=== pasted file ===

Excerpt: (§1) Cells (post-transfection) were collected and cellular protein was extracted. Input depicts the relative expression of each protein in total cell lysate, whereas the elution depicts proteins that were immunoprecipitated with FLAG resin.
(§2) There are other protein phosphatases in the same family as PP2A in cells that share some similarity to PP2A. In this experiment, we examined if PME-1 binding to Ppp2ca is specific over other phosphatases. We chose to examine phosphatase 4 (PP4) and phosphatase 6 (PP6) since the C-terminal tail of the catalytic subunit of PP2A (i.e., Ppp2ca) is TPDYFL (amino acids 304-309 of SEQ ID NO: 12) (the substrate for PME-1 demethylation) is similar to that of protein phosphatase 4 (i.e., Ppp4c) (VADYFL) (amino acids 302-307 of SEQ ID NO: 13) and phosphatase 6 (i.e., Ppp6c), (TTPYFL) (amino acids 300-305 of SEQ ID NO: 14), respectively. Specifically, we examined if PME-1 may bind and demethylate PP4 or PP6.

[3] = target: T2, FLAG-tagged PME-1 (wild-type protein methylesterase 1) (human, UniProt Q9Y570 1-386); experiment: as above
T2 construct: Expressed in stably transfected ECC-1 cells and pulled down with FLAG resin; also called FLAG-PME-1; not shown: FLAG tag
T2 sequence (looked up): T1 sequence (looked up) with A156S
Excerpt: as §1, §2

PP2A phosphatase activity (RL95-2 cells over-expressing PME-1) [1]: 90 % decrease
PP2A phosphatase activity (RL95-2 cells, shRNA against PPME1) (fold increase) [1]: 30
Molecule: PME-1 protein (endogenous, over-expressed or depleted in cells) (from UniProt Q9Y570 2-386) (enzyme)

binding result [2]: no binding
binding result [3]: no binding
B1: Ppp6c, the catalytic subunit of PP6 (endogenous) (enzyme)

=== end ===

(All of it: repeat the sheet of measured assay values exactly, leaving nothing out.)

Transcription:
Excerpt: (§1) Cells (post-transfection) were collected and cellular protein was extracted. Input depicts the relative expression of each protein in total cell lysate, whereas the elution depicts proteins that were immunoprecipitated with FLAG resin.
(§2) There are other protein phosphatases in the same family as PP2A in cells that share some similarity to PP2A. In this experiment, we examined if PME-1 binding to Ppp2ca is specific over other phosphatases. We chose to examine phosphatase 4 (PP4) and phosphatase 6 (PP6) since the C-terminal tail of the catalytic subunit of PP2A (i.e., Ppp2ca) is TPDYFL (amino acids 304-309 of SEQ ID NO: 12) (the substrate for PME-1 demethylation) is similar to that of protein phosphatase 4 (i.e., Ppp4c) (VADYFL) (amino acids 302-307 of SEQ ID NO: 13) and phosphatase 6 (i.e., Ppp6c), (TTPYFL) (amino acids 300-305 of SEQ ID NO: 14), respectively. Specifically, we examined if PME-1 may bind and demethylate PP4 or PP6.

[3] = target: T2, FLAG-tagged PME-1 (wild-type protein methylesterase 1) (human, UniProt Q9Y570 1-386); experiment: as above
T2 construct: Expressed in stably transfected ECC-1 cells and pulled down with FLAG resin; also called FLAG-PME-1; not shown: FLAG tag
T2 sequence (looked up): T1 sequence (looked up) with A156S
Excerpt: as §1, §2

PP2A phosphatase activity (RL95-2 cells over-expressing PME-1) [1]: 90 % decrease
PP2A phosphatase activity (RL95-2 cells, shRNA against PPME1) (fold increase) [1]: 30
Molecule: PME-1 protein (endogenous, over-expressed or depleted in cells) (from UniProt Q9Y570 2-386) (enzyme)

binding result [2]: no binding
binding result [3]: no binding
B1: Ppp6c, the catalytic subunit of PP6 (endogenous) (enzyme)